The hand of the brazilian people
02 Sep 2016 - 22 Jan 2017
Bruno Zevi, L’Espresso, Roma,14.3.1965
The Hand of the Brazilian People was the inaugural temporary exhibition at MASP on Avenida Paulista in 1969, presenting a vast panorama of the rich material culture of Brazil—around a thousand objects, including figureheads, votive figures, textiles, garments, furniture, tools, utensils, machinery, musical instruments, ornaments, toys, religious objects, paintings, and sculptures. Conceived by Lina Bo Bardi, with the director of the museum Pietro Maria Bardi, filmmaker Glauber Rocha, and theater director Martim Gonçalves, the exhibition was an unfolding of others organized by the architect of MASP in São Paulo (1959), Salvador (1963), and Rome (1965), the latter closed down upon orders of the Brazilian military government, prompting an article by architect Bruno Zevi entitled L’arte dei poveri fa paura ai generali.
To give value to a production frequently marginalized by the museum and art history, MASP, known for its collection of European masterpieces, engaged in a radical gesture of decolonization. To decolonize the museum meant to rethink it from a bottom-up perspective, presenting art as work. In this sense, a painting by Brazilian modernist Candido Portinari and a hoe were both considered work—a notion that transcended the distinctions between art, artifact, and craft.
In its new phase, MASP seeks to re-establish and deepen its relation to this production, taking as a point of departure the restaging of one of its most iconic exhibitions. The Hand of the Brazilian People is inscribed in a lineage of many other exhibitions at MASP (including the pioneering Popular Art from Pernambuco, in 1949); here, it is taken as an object of study and an exemplary precedent of a decolonizing museum practice.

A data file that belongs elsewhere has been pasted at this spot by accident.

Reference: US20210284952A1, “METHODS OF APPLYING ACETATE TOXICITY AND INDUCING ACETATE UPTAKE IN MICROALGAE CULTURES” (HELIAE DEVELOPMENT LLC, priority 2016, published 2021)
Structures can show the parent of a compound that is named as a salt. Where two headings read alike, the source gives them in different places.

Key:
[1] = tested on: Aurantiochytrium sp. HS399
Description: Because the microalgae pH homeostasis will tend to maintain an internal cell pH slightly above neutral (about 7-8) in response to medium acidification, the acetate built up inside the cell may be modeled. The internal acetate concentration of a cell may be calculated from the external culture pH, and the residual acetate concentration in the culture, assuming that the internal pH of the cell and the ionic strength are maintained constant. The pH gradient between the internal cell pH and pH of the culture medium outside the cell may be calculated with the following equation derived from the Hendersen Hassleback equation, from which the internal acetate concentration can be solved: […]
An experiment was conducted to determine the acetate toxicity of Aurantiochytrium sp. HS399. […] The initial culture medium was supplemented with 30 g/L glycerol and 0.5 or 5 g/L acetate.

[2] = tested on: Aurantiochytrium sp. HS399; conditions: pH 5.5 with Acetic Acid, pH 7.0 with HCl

Furthermore, it is an opportunity to present this production to the public, and to stimulate reflection and debate on its status in the context of the museum and art history, as well as on the contested notions of “popular art” and “popular culture.” The central question posed by the exhibition (and a possibly subversive one to the eyes of the generals of taste) is: in which way can the histories of art and culture in Brazil be reconstructed, recollected, and reconfigured beyond the mores, tastes, and protocols of the dominant classes? A perfect reconstruction of The Hand of the Brazilian People is impossible. We opted to follow the spirit of the original curatorial proposal, making some adjustments. We did not find a complete list of works, rather lists of collectors and museums, which we approached once again, gathering similar works and respecting object typologies. Likewise, its architecture follows that of 1969, but also with adaptions. We decided not to update the time frame of the exhibition—to our knowledge, the objects gathered here were made before 1970—yet have articulated dialogues around work and the popular with solo presentations of artists from different generations: Candido Portinari, Jonathas de Andrade, Lygia Pape, and Thiago Honório. Our interest here is to understand the significance of that inaugural and historical moment of the museum, in order to find new paths and strengthen the presence of the hand of the people at MASP.